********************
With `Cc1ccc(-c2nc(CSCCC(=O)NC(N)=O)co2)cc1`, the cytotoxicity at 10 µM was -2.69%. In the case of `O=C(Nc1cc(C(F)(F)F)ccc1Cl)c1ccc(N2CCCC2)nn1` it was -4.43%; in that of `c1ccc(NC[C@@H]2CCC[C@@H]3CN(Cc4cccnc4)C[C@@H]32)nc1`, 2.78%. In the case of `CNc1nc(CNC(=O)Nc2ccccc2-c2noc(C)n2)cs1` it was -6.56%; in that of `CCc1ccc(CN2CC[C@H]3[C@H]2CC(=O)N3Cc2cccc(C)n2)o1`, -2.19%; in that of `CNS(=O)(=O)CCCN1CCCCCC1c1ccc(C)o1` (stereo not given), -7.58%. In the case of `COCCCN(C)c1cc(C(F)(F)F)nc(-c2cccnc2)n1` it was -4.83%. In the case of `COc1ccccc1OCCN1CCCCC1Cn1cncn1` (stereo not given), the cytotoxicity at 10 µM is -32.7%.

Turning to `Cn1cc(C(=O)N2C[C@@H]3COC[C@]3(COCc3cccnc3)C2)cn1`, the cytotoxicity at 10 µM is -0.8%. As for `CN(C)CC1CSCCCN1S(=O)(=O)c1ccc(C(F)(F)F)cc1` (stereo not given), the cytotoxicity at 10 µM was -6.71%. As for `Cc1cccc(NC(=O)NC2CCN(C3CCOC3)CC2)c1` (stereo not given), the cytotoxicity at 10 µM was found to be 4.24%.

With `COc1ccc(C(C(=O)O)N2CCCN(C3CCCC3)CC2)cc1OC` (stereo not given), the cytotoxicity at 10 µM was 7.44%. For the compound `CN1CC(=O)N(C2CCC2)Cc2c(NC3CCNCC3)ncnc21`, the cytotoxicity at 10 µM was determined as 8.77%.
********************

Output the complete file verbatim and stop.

With `Cc1ccc(-c2nc(CSCCC(=O)NC(N)=O)co2)cc1`, the cytotoxicity at 10 µM was -2.69%. In the case of `O=C(Nc1cc(C(F)(F)F)ccc1Cl)c1ccc(N2CCCC2)nn1` it was -4.43%; in that of `c1ccc(NC[C@@H]2CCC[C@@H]3CN(Cc4cccnc4)C[C@@H]32)nc1`, 2.78%. In the case of `CNc1nc(CNC(=O)Nc2ccccc2-c2noc(C)n2)cs1` it was -6.56%; in that of `CCc1ccc(CN2CC[C@H]3[C@H]2CC(=O)N3Cc2cccc(C)n2)o1`, -2.19%; in that of `CNS(=O)(=O)CCCN1CCCCCC1c1ccc(C)o1` (stereo not given), -7.58%. In the case of `COCCCN(C)c1cc(C(F)(F)F)nc(-c2cccnc2)n1` it was -4.83%. In the case of `COc1ccccc1OCCN1CCCCC1Cn1cncn1` (stereo not given), the cytotoxicity at 10 µM is -32.7%.

Turning to `Cn1cc(C(=O)N2C[C@@H]3COC[C@]3(COCc3cccnc3)C2)cn1`, the cytotoxicity at 10 µM is -0.8%. As for `CN(C)CC1CSCCCN1S(=O)(=O)c1ccc(C(F)(F)F)cc1` (stereo not given), the cytotoxicity at 10 µM was -6.71%. As for `Cc1cccc(NC(=O)NC2CCN(C3CCOC3)CC2)c1` (stereo not given), the cytotoxicity at 10 µM was found to be 4.24%.

With `COc1ccc(C(C(=O)O)N2CCCN(C3CCCC3)CC2)cc1OC` (stereo not given), the cytotoxicity at 10 µM was 7.44%. For the compound `CN1CC(=O)N(C2CCC2)Cc2c(NC3CCNCC3)ncnc21`, the cytotoxicity at 10 µM was determined as 8.77%.